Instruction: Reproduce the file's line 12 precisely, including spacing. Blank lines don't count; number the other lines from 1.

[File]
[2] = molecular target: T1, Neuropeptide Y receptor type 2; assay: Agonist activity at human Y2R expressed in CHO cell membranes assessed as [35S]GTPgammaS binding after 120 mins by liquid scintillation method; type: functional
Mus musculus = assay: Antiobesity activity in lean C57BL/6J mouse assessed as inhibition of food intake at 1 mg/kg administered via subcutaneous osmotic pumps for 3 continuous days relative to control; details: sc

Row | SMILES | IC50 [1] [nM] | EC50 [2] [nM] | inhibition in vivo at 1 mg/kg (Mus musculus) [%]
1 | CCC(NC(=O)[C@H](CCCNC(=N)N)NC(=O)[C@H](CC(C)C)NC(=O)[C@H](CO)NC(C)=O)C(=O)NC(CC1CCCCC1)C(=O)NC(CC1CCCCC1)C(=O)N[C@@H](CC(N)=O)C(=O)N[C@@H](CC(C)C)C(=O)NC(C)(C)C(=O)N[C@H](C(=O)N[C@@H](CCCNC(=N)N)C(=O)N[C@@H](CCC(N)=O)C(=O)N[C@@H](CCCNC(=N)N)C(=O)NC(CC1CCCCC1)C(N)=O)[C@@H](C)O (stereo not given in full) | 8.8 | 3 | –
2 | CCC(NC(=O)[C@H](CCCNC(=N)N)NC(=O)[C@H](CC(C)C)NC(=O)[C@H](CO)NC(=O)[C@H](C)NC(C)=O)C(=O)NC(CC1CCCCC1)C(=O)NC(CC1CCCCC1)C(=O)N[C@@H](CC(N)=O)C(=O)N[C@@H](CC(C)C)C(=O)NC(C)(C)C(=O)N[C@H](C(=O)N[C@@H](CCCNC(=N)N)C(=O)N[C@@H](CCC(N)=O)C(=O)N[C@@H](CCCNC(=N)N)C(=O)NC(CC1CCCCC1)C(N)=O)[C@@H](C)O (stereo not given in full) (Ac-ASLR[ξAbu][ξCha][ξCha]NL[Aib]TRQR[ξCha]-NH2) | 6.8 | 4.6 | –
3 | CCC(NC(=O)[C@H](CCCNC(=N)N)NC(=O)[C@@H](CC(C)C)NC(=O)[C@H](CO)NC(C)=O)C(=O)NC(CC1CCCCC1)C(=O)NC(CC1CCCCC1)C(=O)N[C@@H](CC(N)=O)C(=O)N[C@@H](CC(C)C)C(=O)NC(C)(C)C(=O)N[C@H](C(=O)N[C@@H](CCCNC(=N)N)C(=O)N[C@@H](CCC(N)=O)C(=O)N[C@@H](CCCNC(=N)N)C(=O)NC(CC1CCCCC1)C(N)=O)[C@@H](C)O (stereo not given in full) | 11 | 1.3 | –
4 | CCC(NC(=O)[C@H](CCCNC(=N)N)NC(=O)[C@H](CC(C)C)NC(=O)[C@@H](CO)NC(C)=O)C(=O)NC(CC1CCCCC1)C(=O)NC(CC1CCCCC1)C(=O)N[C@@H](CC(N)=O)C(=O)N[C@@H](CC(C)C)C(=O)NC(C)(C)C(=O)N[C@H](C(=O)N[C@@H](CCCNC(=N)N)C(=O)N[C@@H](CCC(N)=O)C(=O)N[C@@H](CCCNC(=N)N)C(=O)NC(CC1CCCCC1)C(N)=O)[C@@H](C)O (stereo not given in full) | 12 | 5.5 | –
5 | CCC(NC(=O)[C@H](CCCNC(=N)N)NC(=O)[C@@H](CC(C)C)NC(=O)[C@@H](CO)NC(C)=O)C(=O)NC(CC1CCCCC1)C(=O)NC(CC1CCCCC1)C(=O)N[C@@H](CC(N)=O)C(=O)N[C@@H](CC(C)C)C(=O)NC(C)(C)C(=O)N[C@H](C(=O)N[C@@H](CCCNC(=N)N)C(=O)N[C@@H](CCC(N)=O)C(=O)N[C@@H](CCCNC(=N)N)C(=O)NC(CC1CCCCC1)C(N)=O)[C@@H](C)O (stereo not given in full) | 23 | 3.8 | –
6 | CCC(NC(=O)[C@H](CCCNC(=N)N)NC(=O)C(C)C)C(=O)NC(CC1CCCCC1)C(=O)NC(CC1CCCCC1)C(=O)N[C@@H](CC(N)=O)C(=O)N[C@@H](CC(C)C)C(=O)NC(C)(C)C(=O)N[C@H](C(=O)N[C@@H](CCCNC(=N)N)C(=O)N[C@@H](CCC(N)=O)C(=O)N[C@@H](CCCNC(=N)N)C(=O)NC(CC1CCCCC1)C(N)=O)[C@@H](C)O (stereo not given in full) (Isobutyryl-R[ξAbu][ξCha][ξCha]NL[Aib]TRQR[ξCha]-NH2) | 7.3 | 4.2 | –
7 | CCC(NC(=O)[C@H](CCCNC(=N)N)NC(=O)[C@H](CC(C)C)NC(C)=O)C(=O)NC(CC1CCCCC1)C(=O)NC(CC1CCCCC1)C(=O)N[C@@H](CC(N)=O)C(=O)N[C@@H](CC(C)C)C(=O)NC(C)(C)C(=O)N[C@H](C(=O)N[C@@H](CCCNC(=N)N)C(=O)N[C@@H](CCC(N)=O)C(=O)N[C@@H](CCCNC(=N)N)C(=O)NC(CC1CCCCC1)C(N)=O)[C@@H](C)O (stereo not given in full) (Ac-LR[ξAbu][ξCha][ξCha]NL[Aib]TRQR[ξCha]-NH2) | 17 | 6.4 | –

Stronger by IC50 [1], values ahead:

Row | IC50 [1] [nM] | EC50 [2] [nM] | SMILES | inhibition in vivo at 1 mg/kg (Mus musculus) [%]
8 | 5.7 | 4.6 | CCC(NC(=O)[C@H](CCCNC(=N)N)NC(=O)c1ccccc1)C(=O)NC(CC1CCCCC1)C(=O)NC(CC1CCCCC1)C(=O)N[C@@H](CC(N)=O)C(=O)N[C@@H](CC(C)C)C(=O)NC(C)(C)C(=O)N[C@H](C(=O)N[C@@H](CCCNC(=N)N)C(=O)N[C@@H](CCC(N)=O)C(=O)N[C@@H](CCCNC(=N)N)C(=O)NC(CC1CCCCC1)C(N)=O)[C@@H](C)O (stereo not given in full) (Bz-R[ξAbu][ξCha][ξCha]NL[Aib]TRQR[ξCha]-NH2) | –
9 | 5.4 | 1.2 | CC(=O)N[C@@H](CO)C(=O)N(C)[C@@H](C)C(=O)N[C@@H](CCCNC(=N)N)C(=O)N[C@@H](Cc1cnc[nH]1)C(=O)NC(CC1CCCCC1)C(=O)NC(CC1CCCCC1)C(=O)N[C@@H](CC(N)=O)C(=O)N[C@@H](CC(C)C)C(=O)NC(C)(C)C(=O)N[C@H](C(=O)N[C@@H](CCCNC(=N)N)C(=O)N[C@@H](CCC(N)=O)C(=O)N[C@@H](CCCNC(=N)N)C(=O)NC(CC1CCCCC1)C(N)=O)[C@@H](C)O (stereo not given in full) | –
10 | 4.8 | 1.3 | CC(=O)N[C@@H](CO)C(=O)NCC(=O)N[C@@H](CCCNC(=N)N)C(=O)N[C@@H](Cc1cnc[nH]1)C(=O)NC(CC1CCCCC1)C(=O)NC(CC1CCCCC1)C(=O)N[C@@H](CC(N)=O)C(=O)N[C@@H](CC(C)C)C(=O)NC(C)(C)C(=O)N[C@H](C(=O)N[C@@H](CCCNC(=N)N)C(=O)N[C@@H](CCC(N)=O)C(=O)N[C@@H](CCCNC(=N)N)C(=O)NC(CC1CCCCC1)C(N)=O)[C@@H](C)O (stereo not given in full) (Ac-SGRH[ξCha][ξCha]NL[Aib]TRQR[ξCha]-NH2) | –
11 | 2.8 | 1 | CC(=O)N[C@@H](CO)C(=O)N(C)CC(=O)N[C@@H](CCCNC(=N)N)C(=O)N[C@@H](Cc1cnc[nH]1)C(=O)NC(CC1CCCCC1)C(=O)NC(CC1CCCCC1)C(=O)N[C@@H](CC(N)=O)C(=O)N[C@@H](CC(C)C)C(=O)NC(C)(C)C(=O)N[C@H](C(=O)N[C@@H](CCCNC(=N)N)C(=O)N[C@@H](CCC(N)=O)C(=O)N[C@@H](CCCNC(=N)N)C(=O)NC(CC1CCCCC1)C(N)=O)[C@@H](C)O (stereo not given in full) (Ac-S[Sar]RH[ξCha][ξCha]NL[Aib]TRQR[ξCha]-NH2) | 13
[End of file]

Row | IC50 [1] [nM] | EC50 [2] [nM] | SMILES | inhibition in vivo at 1 mg/kg (Mus musculus) [%]